Resources about Using Discussion

Resources about Using Discussion

Improving Discussions

This idea paper by William E. Cashin, Kansas State University, and Philip C. McKnight, University of Kansas, posted at the Center for Faculty Evaluation & Development at Kansas State University, looks at the strengths and weaknesses of discussion approaches and gives some recommendations for cognitive discussions, affective discussions, and improving participation.

Using Discussion to Reach Teaching Goals

Some teaching goals that can be supported well by discussion include (1) increasing student comfort with the language and methods of a discipline, (2) developing critical thinking skills, and (3) solving problems. This article by Kelly McGonigal, Ph.D. from Stanford University offers guidance for using discussion to accomplish this.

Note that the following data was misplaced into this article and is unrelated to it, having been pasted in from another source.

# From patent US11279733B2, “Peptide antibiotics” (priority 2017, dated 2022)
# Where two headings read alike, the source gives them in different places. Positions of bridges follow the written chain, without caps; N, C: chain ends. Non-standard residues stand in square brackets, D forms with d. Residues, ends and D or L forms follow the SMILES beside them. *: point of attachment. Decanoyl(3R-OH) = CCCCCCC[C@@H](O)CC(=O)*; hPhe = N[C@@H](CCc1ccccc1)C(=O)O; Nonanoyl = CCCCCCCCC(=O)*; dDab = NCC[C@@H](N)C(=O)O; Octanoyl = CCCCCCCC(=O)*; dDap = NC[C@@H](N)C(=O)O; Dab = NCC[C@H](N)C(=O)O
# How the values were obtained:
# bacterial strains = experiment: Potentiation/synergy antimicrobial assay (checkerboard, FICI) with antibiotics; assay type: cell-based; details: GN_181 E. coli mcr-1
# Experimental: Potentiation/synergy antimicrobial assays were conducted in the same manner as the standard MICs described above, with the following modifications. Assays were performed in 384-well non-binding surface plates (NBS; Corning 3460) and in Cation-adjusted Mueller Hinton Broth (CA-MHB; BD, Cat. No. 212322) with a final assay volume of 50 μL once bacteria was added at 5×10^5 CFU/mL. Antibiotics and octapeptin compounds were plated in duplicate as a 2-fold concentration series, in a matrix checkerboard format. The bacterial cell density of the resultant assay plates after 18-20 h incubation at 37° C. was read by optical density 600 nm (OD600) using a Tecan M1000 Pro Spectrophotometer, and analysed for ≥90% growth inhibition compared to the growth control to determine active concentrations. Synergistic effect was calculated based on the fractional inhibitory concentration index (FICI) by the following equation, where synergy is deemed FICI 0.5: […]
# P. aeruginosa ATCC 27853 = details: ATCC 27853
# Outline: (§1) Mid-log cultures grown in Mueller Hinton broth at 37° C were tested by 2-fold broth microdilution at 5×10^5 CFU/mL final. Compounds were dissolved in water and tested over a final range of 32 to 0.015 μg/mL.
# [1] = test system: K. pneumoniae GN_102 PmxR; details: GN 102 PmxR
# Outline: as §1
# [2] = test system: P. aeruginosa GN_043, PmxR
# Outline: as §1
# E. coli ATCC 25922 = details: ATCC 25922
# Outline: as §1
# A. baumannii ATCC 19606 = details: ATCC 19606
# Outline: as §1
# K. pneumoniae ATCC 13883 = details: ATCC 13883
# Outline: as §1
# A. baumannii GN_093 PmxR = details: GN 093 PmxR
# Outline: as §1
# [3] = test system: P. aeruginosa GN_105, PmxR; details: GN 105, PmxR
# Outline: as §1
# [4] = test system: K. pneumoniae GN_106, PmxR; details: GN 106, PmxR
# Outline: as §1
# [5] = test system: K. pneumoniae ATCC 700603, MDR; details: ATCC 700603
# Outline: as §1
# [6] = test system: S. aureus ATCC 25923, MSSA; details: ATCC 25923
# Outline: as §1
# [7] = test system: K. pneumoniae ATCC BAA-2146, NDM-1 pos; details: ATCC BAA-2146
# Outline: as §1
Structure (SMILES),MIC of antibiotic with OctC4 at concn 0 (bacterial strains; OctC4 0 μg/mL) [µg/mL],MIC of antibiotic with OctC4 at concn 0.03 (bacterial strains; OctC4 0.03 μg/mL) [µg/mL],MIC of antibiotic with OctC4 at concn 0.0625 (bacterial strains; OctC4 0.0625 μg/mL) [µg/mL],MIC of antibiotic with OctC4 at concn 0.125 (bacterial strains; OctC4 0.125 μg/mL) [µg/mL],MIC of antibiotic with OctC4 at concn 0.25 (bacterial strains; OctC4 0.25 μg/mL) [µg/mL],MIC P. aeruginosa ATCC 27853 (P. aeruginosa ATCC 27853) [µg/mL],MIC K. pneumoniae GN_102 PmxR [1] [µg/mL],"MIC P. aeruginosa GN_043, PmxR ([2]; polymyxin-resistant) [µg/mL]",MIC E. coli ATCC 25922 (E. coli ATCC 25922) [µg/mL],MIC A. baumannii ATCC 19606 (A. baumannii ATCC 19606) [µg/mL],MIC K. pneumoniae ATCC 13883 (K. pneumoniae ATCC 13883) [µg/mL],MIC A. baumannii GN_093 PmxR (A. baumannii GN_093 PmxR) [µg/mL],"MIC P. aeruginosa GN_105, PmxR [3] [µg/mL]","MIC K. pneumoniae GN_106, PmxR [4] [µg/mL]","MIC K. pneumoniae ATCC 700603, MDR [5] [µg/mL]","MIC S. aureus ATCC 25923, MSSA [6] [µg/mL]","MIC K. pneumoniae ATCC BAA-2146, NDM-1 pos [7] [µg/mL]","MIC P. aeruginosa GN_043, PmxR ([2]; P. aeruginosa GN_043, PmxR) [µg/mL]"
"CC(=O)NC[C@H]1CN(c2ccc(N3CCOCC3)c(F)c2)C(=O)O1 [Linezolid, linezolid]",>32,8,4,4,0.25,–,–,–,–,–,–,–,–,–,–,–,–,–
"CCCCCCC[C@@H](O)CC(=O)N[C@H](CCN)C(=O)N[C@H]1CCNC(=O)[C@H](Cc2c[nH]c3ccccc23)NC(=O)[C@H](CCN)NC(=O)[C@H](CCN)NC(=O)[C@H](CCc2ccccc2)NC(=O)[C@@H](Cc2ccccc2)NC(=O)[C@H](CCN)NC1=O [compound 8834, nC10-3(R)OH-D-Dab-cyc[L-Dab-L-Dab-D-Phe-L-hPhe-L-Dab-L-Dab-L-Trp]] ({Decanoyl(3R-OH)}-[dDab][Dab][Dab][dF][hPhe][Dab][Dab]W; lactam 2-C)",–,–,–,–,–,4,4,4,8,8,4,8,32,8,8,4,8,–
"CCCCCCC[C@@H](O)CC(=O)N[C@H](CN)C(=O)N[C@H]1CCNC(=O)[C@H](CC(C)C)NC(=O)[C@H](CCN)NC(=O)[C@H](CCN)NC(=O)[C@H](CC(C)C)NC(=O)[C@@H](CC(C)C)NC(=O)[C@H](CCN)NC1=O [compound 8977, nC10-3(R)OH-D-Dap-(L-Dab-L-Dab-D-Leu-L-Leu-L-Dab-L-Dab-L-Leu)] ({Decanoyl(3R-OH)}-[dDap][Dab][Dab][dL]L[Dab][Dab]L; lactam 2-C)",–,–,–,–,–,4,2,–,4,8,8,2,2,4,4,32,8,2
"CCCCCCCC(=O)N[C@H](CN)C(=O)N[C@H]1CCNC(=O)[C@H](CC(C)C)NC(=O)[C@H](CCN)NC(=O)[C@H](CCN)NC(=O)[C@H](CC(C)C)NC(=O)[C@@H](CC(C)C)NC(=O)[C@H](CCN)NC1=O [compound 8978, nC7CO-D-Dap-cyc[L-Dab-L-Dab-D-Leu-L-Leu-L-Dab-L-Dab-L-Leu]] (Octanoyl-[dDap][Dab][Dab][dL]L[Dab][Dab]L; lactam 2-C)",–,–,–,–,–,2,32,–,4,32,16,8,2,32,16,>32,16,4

Handling Difficult Discussions

Lee Warren for the Derek Bok Center for Teaching and Learning at Harvard University describes some ways to manage "hot moments" when discussion seems to explode in the classroom and the instructor needs a strategy to turn difficult discussions into opportunities for learning. Hot topics can involve issues of gender, class, race, politics, or religion--issues which affect people deeply. This recognizes the instructor's responsibility to both protect the participants and help students learn from the moment.

Guidance for Difficult Discussions of Specific Topics

The Center for Research on Learning and Teaching at the University of Michigan has collected a series of links to articles that help you foster a classroom climate for constructive discussions about such topics as 9/11, War in Iraq, Tsumani, Racial Conflict and the Language of Hate, Bias, and Discrimination, Hurricane Katrina, and Affirmative Action.